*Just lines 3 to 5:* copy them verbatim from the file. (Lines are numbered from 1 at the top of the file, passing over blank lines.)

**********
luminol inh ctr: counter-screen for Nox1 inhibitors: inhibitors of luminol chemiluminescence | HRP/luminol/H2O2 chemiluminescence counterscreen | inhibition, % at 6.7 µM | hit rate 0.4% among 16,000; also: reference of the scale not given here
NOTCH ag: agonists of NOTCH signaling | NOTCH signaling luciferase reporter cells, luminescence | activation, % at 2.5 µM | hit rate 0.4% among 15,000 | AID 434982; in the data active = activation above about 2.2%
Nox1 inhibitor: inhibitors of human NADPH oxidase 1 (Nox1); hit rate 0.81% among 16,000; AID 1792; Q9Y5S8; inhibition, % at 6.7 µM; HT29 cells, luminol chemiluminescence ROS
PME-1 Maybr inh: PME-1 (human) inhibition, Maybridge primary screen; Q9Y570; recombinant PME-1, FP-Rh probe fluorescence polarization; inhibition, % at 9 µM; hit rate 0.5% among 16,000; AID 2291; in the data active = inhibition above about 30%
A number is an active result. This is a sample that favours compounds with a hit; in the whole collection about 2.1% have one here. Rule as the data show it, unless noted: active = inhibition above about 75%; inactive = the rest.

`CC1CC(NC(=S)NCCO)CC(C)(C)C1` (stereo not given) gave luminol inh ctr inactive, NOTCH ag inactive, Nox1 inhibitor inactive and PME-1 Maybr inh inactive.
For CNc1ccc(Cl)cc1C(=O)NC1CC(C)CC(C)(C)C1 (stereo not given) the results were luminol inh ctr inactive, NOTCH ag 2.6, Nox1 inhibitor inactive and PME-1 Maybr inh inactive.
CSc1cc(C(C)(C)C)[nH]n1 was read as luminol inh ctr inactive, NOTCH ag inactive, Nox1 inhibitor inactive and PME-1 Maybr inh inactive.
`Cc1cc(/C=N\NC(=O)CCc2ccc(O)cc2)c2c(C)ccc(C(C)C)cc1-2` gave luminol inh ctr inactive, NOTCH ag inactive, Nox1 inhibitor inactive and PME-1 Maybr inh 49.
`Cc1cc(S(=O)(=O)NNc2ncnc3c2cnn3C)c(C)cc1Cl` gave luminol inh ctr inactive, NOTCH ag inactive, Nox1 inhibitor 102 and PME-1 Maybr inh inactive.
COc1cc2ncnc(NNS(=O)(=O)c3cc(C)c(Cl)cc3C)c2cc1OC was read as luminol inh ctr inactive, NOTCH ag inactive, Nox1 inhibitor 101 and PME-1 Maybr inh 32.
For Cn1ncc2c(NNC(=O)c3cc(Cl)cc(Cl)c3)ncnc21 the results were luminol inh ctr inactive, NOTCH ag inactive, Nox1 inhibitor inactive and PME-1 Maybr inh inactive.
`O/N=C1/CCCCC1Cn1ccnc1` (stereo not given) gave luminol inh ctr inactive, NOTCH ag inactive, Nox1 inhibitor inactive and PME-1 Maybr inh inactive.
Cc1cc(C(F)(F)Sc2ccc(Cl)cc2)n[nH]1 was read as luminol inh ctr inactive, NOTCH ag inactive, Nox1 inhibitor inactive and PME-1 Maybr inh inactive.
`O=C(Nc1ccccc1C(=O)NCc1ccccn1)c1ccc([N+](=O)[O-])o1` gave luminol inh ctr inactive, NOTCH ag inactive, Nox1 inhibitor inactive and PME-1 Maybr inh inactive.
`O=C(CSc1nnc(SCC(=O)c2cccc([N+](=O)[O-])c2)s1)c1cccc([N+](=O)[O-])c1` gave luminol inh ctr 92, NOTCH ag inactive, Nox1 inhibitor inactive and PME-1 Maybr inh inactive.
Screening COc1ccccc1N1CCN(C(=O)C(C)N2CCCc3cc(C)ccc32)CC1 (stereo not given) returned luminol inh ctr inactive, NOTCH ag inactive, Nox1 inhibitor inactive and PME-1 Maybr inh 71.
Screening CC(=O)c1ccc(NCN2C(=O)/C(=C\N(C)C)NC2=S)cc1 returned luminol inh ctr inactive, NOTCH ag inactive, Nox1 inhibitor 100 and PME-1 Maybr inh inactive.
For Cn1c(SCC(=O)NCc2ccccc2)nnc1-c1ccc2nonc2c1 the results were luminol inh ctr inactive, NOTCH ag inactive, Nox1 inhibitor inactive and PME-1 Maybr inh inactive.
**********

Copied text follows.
Nox1 inhibitor: inhibitors of human NADPH oxidase 1 (Nox1); hit rate 0.81% among 16,000; AID 1792; Q9Y5S8; inhibition, % at 6.7 µM; HT29 cells, luminol chemiluminescence ROS
PME-1 Maybr inh: PME-1 (human) inhibition, Maybridge primary screen; Q9Y570; recombinant PME-1, FP-Rh probe fluorescence polarization; inhibition, % at 9 µM; hit rate 0.5% among 16,000; AID 2291; in the data active = inhibition above about 30%
A number is an active result. This is a sample that favours compounds with a hit; in the whole collection about 2.1% have one here. Rule as the data show it, unless noted: active = inhibition above about 75%; inactive = the rest.